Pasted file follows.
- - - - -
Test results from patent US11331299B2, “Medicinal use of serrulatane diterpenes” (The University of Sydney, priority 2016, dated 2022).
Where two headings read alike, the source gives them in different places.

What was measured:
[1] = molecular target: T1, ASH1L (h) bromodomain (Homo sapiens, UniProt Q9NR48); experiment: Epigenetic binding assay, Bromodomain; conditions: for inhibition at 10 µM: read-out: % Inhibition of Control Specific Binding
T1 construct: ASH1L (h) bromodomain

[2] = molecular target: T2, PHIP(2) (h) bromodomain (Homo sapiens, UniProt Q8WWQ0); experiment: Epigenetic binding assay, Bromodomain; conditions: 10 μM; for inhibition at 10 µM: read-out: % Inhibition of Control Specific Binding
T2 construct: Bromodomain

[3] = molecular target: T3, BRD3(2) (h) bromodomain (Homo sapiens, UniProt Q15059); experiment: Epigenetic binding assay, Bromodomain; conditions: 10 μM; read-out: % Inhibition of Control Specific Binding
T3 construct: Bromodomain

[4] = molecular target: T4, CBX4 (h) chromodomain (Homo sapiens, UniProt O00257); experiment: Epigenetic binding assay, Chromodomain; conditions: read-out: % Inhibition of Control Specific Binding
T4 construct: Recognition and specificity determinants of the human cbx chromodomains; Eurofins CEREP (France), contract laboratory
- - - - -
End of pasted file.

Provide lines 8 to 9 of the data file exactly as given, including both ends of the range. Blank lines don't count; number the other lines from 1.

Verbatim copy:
[3] = molecular target: T3, BRD3(2) (h) bromodomain (Homo sapiens, UniProt Q15059); experiment: Epigenetic binding assay, Bromodomain; conditions: 10 μM; read-out: % Inhibition of Control Specific Binding
T3 construct: Bromodomain